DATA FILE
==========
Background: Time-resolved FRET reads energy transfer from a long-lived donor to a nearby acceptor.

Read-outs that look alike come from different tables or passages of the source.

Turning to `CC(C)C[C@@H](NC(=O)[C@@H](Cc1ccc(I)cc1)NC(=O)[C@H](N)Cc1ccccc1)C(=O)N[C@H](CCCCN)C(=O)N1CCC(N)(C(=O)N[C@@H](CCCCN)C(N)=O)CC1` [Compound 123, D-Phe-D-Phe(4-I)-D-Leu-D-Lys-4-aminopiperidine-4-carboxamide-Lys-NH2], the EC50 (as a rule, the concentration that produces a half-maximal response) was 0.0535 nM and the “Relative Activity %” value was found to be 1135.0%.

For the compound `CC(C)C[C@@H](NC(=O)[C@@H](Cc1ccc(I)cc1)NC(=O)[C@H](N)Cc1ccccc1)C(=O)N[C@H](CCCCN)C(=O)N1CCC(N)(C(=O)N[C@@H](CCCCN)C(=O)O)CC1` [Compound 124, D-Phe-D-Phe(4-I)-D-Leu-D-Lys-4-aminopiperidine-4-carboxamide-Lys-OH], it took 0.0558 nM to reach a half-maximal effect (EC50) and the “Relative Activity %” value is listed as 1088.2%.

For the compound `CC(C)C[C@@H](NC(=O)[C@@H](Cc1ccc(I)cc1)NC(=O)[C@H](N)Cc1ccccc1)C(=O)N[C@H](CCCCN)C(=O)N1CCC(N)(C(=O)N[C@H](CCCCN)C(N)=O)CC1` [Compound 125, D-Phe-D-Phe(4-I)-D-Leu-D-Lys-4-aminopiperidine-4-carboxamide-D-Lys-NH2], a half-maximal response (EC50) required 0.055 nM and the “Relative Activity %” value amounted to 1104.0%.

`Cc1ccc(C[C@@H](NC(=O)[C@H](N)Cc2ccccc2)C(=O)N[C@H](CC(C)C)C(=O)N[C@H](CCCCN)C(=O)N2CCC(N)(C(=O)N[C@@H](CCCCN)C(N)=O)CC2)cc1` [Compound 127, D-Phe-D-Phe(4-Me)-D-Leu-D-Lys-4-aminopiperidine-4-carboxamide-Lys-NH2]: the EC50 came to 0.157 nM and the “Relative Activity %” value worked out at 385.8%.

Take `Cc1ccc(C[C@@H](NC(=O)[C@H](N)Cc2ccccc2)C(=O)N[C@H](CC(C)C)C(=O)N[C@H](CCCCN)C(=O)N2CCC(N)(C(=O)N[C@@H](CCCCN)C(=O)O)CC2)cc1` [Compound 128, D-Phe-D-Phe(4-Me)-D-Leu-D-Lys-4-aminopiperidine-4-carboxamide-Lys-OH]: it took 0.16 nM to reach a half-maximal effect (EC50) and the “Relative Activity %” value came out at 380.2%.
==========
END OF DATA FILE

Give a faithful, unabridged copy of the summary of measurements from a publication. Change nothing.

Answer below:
Background: Time-resolved FRET reads energy transfer from a long-lived donor to a nearby acceptor.

Read-outs that look alike come from different tables or passages of the source.

Turning to `CC(C)C[C@@H](NC(=O)[C@@H](Cc1ccc(I)cc1)NC(=O)[C@H](N)Cc1ccccc1)C(=O)N[C@H](CCCCN)C(=O)N1CCC(N)(C(=O)N[C@@H](CCCCN)C(N)=O)CC1` [Compound 123, D-Phe-D-Phe(4-I)-D-Leu-D-Lys-4-aminopiperidine-4-carboxamide-Lys-NH2], the EC50 (as a rule, the concentration that produces a half-maximal response) was 0.0535 nM and the “Relative Activity %” value was found to be 1135.0%.

For the compound `CC(C)C[C@@H](NC(=O)[C@@H](Cc1ccc(I)cc1)NC(=O)[C@H](N)Cc1ccccc1)C(=O)N[C@H](CCCCN)C(=O)N1CCC(N)(C(=O)N[C@@H](CCCCN)C(=O)O)CC1` [Compound 124, D-Phe-D-Phe(4-I)-D-Leu-D-Lys-4-aminopiperidine-4-carboxamide-Lys-OH], it took 0.0558 nM to reach a half-maximal effect (EC50) and the “Relative Activity %” value is listed as 1088.2%.

For the compound `CC(C)C[C@@H](NC(=O)[C@@H](Cc1ccc(I)cc1)NC(=O)[C@H](N)Cc1ccccc1)C(=O)N[C@H](CCCCN)C(=O)N1CCC(N)(C(=O)N[C@H](CCCCN)C(N)=O)CC1` [Compound 125, D-Phe-D-Phe(4-I)-D-Leu-D-Lys-4-aminopiperidine-4-carboxamide-D-Lys-NH2], a half-maximal response (EC50) required 0.055 nM and the “Relative Activity %” value amounted to 1104.0%.

`Cc1ccc(C[C@@H](NC(=O)[C@H](N)Cc2ccccc2)C(=O)N[C@H](CC(C)C)C(=O)N[C@H](CCCCN)C(=O)N2CCC(N)(C(=O)N[C@@H](CCCCN)C(N)=O)CC2)cc1` [Compound 127, D-Phe-D-Phe(4-Me)-D-Leu-D-Lys-4-aminopiperidine-4-carboxamide-Lys-NH2]: the EC50 came to 0.157 nM and the “Relative Activity %” value worked out at 385.8%.

Take `Cc1ccc(C[C@@H](NC(=O)[C@H](N)Cc2ccccc2)C(=O)N[C@H](CC(C)C)C(=O)N[C@H](CCCCN)C(=O)N2CCC(N)(C(=O)N[C@@H](CCCCN)C(=O)O)CC2)cc1` [Compound 128, D-Phe-D-Phe(4-Me)-D-Leu-D-Lys-4-aminopiperidine-4-carboxamide-Lys-OH]: it took 0.16 nM to reach a half-maximal effect (EC50) and the “Relative Activity %” value came out at 380.2%.